Five Quick Thoughts on the Diplomacy and Development ReviewMay 13, 2015
Four quick thoughts
- A few years back people began to talk about the fusion of diplomacy and public diplomacy. If you do that though what happens to the identity of diplomacy and public diplomacy? On the basis of this report the dialectic gives you something new. There is remarkably little diplomacy or public diplomacy (or for that matter development) in this report what you get is diplomacy as the construction of a civil society centred model of governance.
- If you follow the Western practice of statecraft this isn’t surprising but I think that this is something of a challenge to academic Diplomatic Studies (either in the ‘classical’ or ‘modernist’ variants) and International Relations – the routine theoretical opposition between states and civil society doesn’t work when civil society is the chosen instrument of foreign policy.
- Practically every page of this report has new examples of programmes, initiatives, partnerships with business, civil society, foundations, international organizations and I’m left wondering how much of this is ‘real’ in the sense of making a significant difference and about the fragmentation of management attention and resources that this implies.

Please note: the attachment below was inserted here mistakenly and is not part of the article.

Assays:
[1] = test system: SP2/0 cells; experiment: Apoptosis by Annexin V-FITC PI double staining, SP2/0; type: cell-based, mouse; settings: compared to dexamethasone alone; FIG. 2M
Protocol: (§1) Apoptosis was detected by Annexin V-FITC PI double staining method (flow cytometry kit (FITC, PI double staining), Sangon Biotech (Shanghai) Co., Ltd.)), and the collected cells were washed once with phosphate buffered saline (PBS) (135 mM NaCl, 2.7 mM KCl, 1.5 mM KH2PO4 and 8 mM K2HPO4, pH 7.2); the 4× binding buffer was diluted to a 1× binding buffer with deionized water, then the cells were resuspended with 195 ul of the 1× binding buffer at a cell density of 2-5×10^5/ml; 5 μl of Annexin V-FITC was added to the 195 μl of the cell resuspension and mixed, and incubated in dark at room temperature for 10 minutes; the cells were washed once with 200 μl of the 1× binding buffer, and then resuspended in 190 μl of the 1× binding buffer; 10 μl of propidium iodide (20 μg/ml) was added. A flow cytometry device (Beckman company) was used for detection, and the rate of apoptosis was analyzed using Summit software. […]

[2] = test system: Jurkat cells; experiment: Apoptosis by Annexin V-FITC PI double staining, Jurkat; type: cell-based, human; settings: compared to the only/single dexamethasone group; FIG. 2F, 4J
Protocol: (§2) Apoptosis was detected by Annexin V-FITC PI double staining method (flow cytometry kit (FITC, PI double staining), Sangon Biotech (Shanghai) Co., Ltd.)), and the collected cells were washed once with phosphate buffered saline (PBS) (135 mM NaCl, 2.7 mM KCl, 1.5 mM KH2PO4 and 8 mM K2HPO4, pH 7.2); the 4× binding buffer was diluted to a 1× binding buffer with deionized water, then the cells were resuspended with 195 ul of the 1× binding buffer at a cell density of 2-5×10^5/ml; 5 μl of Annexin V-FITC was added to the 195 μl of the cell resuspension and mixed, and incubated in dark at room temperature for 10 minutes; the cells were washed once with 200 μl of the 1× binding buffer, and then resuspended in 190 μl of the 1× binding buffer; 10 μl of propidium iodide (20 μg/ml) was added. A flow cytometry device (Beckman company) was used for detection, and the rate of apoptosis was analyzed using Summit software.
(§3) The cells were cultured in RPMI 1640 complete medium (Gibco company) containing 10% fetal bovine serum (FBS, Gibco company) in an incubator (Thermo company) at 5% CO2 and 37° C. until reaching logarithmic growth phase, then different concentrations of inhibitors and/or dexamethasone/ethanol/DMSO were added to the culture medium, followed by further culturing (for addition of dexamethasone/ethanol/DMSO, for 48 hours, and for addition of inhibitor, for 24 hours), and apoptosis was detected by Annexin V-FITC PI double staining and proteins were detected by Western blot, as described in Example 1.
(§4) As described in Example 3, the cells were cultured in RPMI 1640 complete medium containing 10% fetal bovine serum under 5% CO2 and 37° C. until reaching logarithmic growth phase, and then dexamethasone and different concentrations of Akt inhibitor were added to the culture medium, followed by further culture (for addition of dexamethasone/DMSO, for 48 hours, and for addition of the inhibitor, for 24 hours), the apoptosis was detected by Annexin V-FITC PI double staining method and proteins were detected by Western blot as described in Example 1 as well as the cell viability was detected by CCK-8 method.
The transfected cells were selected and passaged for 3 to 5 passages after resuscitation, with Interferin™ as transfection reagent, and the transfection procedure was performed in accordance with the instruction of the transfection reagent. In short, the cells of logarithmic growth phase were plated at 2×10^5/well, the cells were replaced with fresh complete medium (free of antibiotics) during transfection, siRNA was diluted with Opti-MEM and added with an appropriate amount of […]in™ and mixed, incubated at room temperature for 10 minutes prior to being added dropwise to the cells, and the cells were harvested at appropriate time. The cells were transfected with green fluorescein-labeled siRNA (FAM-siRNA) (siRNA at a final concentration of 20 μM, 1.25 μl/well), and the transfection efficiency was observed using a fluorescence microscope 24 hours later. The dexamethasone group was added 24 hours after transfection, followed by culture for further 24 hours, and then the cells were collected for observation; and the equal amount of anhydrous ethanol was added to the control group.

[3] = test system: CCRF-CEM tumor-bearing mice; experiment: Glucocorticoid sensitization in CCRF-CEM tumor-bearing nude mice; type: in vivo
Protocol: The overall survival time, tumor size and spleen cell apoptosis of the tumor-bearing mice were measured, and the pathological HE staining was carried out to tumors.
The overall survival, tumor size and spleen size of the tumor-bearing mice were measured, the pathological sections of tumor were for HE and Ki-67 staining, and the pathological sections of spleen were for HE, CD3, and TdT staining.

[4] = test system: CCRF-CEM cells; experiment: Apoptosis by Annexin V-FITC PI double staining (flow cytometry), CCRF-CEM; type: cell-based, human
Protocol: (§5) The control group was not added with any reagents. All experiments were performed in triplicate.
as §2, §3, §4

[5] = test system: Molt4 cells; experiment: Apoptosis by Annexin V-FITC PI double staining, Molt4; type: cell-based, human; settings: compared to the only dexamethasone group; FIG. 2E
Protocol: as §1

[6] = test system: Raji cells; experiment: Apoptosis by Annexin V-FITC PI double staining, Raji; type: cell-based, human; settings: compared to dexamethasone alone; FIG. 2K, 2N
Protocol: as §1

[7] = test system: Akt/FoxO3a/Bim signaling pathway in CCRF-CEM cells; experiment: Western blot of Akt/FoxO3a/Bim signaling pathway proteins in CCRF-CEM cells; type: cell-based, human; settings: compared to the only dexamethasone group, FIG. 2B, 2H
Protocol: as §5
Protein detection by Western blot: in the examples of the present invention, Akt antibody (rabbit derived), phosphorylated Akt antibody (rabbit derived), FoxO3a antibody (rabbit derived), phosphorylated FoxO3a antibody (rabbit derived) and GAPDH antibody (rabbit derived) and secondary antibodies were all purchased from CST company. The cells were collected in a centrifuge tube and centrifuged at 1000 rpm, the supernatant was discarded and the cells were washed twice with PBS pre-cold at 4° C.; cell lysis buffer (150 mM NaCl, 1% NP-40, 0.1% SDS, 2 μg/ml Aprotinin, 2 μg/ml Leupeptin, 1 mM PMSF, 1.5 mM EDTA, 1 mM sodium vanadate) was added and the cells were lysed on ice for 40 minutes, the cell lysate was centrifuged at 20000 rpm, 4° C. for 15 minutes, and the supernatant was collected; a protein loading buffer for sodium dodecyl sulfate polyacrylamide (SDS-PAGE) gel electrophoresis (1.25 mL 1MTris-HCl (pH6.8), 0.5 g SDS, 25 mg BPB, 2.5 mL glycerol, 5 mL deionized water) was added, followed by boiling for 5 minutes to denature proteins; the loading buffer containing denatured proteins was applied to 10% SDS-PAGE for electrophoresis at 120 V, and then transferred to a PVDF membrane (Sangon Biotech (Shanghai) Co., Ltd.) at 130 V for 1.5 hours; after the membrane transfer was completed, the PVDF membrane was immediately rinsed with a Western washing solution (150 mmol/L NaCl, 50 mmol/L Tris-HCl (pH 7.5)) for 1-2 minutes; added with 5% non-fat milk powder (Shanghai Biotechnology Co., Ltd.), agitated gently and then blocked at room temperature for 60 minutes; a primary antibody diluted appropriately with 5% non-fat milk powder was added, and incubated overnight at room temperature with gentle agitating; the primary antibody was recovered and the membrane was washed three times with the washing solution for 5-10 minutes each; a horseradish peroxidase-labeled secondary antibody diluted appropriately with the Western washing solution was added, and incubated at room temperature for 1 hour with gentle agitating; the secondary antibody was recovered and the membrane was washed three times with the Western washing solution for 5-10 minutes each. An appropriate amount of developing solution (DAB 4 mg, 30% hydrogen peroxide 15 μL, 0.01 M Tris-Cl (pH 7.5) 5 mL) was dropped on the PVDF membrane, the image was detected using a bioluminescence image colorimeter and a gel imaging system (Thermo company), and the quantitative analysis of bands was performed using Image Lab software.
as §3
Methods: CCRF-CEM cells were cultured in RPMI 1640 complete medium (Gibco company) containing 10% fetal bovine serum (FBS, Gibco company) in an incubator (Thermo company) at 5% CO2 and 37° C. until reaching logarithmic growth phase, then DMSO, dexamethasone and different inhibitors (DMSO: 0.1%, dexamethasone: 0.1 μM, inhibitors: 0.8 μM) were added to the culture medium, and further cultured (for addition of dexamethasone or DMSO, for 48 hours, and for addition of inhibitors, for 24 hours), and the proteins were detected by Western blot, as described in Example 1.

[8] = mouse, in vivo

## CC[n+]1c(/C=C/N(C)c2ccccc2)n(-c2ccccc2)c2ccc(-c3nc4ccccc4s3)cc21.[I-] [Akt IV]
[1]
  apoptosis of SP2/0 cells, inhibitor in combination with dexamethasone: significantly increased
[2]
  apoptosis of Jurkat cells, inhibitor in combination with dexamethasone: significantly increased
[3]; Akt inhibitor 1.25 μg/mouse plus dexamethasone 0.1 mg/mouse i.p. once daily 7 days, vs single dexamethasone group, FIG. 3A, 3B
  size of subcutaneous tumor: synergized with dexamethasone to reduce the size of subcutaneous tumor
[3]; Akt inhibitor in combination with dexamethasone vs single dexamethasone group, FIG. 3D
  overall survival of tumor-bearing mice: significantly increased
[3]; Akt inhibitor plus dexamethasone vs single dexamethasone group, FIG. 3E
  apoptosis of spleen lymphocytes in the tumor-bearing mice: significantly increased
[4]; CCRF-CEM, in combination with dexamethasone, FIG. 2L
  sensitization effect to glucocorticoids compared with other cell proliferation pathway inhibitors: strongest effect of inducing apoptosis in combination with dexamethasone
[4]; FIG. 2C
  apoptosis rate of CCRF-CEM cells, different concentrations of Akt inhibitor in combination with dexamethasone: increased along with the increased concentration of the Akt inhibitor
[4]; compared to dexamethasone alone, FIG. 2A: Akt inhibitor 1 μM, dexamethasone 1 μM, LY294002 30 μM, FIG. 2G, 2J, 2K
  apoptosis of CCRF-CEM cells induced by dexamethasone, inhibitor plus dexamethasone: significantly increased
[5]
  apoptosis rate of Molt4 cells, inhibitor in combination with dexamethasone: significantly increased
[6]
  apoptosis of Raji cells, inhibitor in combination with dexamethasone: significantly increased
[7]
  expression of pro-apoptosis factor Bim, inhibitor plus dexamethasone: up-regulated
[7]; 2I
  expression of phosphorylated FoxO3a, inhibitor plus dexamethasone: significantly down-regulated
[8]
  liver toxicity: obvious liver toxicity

- Joe Nye and others have argued that in the contemporary world that there is diffusion of power from the established power centres to rising powers and a diffusion of power from states to non-state actors. The key bet in this report is that it’s the latter that will win out but the resulting civil society will be a liberal and pro-American one. I’m not convinced that this end run around nation-states will work out as well as the QDDR seems to suggest, not least because, as I’ve argued civil societies have a substantial national component.